Article III. Adjudicatory and Dispositional Hearings

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Rule 29: Procedure When Child Believed to Be Mentally Incompetent.

(a) At Time of Adjudicatory Hearing.

(1) If at any time prior to or during the adjudicatory hearing in a delinquent or unruly case, the court has reasonable grounds to believe the child named in the petition may be incompetent to proceed with an adjudicatory hearing, the court may stay the proceedings pending a determination of the child's mental condition.

(2) During the pendency of any such proceeding in which a child is believed to be suffering from mental illness or intellectual disability the court may order the child to be evaluated as provided in Tennessee Code Annotated, Title 37.

(3) If the child is found to be incompetent to proceed with the adjudicatory hearing, proceedings shall be commenced for the involuntary hospitalization of the child as provided by law, or the court may inform the parties as to procedures for voluntary admission to public and private mental health facilities in lieu of judicial commitment. If the child does not meet the standards for involuntary hospitalization, but remains incompetent to stand trial, the child shall be released to the appropriate guardian or custodian pending further hearings in juvenile court.

(4) If the child is not hospitalized, or upon the child's release from the hospital, any interested party or the court on its own motion may call the matter up for the purpose of setting an adjudicatory hearing.

(5) If the child is found to be competent to proceed with an adjudicatory hearing, the court shall proceed therewith.

(b) At Time of the Offense.

(1) If the child named in the petition intends to introduce expert testimony relating to a mental disease, defect, or other condition bearing upon the issue of whether the child shall, within the time provided for the filing of pretrial motions or at such later time as the court may direct, notify the court in writing of such intention and file a copy of such notice with the clerk. Upon filing of the notice, upon motion of the state, or on its own motion, the court may cause the child to be examined in accordance with the procedures set forth in this rule.

(2) The court, upon good cause shown and in its discretion, may waive the requirements herein set forth and permit the introduction of such defense, or may continue the hearing for the purpose of an examination in accordance with the procedures set forth in this rule. A continuance granted for this purpose will toll the times specified in Rule 17 regarding the time limits for adjudicatory hearings.

(c) Appointment of Expert Witnesses; Detention of Child for Examination.

(1) Where the child's sanity or competency is at issue and the court has set the matter for an adjudicatory hearing or a hearing to determine the mental condition of the child, the court may appoint as many as three (3) disinterested qualified experts to examine the child and testify at the hearing. If not performed by private practitioners, such examinations shall be performed at facilities designated by the Commissioner of Mental Health or the Commissioner of Intellectual and Developmental Disabilities. Other competent evidence may be introduced at the hearing. The appointment of experts by the court shall not preclude the state or the child from calling other expert witnesses to testify at the adjudicatory hearing or at the hearing to determine the mental condition of the child.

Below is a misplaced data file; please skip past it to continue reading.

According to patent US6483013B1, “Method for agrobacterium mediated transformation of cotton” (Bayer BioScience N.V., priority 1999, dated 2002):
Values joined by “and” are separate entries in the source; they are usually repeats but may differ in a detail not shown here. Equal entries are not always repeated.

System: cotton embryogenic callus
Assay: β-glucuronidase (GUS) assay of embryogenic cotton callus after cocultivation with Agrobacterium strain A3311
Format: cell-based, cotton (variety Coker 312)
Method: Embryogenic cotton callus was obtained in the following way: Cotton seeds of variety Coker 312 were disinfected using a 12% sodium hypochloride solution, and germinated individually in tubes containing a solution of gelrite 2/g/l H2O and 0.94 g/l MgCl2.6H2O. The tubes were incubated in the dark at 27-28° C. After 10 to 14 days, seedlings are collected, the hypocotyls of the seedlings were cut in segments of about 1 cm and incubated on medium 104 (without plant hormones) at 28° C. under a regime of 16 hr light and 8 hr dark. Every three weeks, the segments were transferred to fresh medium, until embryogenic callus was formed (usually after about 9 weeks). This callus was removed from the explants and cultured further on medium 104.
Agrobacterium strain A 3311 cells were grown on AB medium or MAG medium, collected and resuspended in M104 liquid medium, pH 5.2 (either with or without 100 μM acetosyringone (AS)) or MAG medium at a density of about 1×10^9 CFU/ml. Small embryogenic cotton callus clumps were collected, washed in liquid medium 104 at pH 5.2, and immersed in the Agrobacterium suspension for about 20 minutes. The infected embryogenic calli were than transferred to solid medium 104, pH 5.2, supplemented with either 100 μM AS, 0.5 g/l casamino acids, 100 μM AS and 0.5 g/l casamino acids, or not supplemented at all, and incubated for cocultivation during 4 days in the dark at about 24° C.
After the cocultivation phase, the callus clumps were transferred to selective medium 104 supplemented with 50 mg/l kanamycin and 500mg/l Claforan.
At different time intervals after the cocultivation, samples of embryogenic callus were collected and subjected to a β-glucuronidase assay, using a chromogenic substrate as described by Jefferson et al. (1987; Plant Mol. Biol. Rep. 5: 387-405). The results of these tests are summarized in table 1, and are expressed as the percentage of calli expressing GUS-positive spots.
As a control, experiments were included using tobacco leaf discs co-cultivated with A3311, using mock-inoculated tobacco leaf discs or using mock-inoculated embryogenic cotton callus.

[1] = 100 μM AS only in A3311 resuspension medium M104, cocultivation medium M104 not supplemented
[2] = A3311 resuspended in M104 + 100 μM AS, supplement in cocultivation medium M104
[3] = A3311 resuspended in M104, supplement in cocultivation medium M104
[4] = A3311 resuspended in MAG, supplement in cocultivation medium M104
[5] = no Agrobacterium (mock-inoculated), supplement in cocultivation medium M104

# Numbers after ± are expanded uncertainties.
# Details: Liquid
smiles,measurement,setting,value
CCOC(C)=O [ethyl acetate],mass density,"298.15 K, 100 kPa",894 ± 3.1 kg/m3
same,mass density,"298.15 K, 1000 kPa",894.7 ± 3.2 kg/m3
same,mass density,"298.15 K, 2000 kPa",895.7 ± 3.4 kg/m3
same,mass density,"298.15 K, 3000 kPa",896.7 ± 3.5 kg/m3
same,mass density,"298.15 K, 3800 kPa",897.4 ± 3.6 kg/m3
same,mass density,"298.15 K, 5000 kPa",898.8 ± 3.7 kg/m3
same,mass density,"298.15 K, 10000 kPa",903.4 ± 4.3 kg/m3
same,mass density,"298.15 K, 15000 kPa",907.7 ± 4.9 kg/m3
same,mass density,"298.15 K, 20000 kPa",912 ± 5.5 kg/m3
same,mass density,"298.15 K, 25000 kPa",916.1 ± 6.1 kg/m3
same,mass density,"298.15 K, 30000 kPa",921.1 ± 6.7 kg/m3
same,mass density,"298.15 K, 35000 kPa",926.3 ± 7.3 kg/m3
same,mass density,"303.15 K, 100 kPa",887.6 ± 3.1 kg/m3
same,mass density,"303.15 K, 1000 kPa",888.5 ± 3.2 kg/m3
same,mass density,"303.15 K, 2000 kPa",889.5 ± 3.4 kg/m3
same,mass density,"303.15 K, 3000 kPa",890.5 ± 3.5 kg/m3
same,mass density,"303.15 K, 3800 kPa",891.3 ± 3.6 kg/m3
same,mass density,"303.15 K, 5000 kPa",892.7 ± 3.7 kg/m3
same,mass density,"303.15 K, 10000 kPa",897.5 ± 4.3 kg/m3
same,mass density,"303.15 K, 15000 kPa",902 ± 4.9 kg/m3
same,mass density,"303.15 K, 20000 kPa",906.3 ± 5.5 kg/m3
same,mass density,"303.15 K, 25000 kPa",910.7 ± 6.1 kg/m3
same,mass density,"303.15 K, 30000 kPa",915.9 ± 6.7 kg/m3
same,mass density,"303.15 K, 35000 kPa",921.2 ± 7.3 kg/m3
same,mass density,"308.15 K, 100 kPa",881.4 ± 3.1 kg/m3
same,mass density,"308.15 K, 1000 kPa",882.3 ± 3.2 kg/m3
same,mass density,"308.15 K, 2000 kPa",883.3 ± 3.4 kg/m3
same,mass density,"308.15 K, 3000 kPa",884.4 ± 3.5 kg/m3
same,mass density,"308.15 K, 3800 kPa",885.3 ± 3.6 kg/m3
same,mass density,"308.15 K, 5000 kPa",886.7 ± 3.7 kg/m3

(2) The court, in its discretion and pursuant to the procedures set forth in Rule 15, may order the child held in detention pending such examination and hearing. [As amended by order entered January 31, 1984, effective July 1, 1984; and by order filed January 13, 2012, effective July 1, 2012.]

Advisory Commission Comments [1984].

There are no reported cases in Tennessee addressing the question of whether or under what circumstances an insanity defense is available in juvenile court proceedings. Application of this defense in juvenile proceedings has been recognized in various jurisdictions. See, e.g. In re Two Minor Children, 592 P.2d 166 (Nev. 1979); State ex rel. Causey, 363 So. 2d 472 (La. 1978); Winburn v. State, 32 Wis. 2d 152, 145 N.W.2d 178 (1966); see also In re Ramon M., 22 Cal. 3d 419, 584 P.2d 524, 149 Cal. Rptr. 387 (1978); State v. Ferrell, 209 S.W.2d 642 (Tex. Civ. App. 1948). The leading case holding the insanity defense inapplicable to delinquency proceedings, In re H.C., 106 N.Y. Super. 583, 256 A.2d 125 (1969), was subsequently held to be overridden by modifications of the New Jersey Juvenile Court Act. In re R.G.W., 135 N.J. Super. 125, 342 A.2d 869 (1975), aff 'd, 70 N.J. 185, 358 A.2d 473 (1976). However, at least one jurisdiction continues to preclude the insanity defense from being asserted at the adjudicatory hearing (although recognizing the claim of incompetence to stand trial). See, In re C.W.M., 407 A.2d 617 (D.C. 1979).

 This rule is not intended to alter the substantive law respecting the applicability of the insanity defense to juvenile court proceedings in Tennessee or to delineate those circumstances under which such a defense may be available. Rather, it provides procedures for those cases in which “the child intends to introduce expert testimony relating to mental disease, defect or other condition bearing upon the issue of whether the child had the mental state required for the offense charged.”

Advisory Commission Comments [2012].

The 2012 amendments substitute the term “intellectual disability” for the term “mental retardation” and also substitute “Commissioner of Mental Health or Commissioner of  Intellectual and Developmental Disabilities” for “Commissioner of Mental Health and Mental Retardation,” consistent with statutory changes enacted by the General Assembly.

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